Effects of tissue anisotropy on the spectral characteristics of ultrasonic backscatter measured with a clinical imaging system

Mark R. Holland, Stephen H. Lewis, Christopher S. Hall, Ann E. Finch-Johnston, Scott M. Handley, Kirk D. Wallace, Alwyn P. D'Sa, David M. Prater, Julio E. Perez, James G. Miller

Research output: Contribution to journalArticlepeer-review

7 Scopus citations

Abstract

In this paper, we report the effects of inherent tissue anisotropy on the spectral properties of backscattered ultrasound when measured with a commercially-available imaging system. We insonified five specimens of bovine tendon immersed in a water tank and rotated in 10°increments while being imaged with a Hewlett-Packard Sonos 1500 system. The backscattered RF signals corresponding to each angle of insonification were digitized and the spectral characteristics of the backscattered ultrasound were determined. The mean anisotropy, defined as the average difference between values at perpendicular and parallel insonification, for band-limited estimates of backscattered power, centroid frequency, upper-band to lower-band power ratio, and upper- band to total-band power ratio were found to be 24.6 ± 1.1 dB, 142 ± 27 kHz, 32 ± 13%, and 22 ± 5%, respectively (mean ± SE). The magnitude of each of these backscatter spectral parameters was larger at perpendicular insonification compared with the corresponding values at parallel insonification, consistent with previous measurements of the inherent anisotropy of ultrasonic attenuation and backscatter in tissue.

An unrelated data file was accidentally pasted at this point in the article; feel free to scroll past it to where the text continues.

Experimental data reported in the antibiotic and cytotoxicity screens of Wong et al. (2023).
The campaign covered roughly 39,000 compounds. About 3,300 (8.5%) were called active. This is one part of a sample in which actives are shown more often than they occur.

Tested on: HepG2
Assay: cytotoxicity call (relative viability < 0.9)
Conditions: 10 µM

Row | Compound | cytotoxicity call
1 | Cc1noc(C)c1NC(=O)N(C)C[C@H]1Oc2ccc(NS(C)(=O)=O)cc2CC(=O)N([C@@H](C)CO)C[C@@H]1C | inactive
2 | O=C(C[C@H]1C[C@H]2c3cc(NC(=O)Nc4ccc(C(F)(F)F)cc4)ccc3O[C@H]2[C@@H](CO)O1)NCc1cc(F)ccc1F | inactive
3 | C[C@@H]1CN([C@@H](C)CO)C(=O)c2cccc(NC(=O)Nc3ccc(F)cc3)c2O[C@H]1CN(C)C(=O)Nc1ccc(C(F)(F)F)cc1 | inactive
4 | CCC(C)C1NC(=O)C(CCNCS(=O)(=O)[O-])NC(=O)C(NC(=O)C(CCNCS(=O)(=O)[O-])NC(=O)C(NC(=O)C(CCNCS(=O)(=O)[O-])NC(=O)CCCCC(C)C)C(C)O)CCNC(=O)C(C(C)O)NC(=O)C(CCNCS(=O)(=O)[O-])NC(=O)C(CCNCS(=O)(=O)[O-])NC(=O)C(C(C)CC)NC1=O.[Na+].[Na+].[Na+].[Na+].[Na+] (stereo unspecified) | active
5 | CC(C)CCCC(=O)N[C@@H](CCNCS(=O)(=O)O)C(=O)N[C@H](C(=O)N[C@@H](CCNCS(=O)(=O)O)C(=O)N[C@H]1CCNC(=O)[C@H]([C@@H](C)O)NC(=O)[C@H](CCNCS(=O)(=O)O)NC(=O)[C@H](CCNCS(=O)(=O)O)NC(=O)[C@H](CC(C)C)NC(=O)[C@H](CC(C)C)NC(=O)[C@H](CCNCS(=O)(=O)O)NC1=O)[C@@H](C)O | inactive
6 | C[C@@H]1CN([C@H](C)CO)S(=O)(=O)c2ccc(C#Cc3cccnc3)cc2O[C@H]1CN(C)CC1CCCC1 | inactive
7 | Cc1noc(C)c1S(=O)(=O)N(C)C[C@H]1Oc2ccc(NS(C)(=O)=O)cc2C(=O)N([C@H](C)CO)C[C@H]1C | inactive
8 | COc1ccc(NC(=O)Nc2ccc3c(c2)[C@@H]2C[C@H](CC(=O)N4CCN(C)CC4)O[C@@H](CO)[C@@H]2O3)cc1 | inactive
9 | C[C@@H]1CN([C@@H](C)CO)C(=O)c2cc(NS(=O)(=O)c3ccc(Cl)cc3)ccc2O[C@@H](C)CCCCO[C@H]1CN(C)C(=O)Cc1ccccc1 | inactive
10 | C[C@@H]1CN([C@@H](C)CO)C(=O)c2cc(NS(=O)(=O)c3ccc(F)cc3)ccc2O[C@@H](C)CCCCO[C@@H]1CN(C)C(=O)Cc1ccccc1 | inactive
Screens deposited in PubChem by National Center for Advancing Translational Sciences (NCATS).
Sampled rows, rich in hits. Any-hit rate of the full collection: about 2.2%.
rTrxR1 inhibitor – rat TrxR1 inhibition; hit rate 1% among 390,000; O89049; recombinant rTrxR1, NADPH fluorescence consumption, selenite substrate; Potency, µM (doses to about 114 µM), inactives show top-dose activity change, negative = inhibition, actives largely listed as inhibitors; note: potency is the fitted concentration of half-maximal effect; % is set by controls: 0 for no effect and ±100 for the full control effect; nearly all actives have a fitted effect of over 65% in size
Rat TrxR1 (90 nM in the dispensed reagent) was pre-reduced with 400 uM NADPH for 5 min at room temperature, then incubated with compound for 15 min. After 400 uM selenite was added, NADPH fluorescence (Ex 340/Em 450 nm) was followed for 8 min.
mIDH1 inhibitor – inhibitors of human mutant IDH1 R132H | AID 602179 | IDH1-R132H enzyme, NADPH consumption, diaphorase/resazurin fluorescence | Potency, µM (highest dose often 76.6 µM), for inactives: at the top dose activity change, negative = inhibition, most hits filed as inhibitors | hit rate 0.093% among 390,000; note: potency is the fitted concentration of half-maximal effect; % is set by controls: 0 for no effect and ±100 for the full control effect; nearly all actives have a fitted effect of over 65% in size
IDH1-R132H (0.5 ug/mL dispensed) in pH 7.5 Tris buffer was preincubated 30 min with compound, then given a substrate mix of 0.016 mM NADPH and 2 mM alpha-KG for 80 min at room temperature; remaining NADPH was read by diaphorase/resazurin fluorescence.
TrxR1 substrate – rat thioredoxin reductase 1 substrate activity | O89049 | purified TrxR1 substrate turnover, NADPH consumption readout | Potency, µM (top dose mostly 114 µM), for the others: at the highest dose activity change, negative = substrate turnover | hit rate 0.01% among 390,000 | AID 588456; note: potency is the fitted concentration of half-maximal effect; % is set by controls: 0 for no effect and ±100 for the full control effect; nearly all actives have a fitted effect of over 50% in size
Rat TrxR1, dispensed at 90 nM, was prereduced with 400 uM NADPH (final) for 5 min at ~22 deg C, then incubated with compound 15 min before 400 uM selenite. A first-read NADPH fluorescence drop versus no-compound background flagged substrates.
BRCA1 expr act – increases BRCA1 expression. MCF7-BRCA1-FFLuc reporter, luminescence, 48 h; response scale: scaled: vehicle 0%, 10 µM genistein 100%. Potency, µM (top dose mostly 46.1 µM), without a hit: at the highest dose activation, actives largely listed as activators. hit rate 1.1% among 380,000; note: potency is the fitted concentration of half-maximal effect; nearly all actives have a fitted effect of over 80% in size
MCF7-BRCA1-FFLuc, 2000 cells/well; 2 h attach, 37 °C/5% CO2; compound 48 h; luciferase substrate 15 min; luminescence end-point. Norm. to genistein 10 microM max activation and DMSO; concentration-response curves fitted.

Original languageEnglish
Pages (from-to)178-190
Number of pages13
JournalUltrasonic Imaging
Volume20
Issue number3
DOIs
StatePublished - 1998

Keywords

  • Anisotropy
  • Centroid frequency
  • Quantitative imaging
  • Spectral properties
  • Tissue characterization
  • Ultrasonic backscatter

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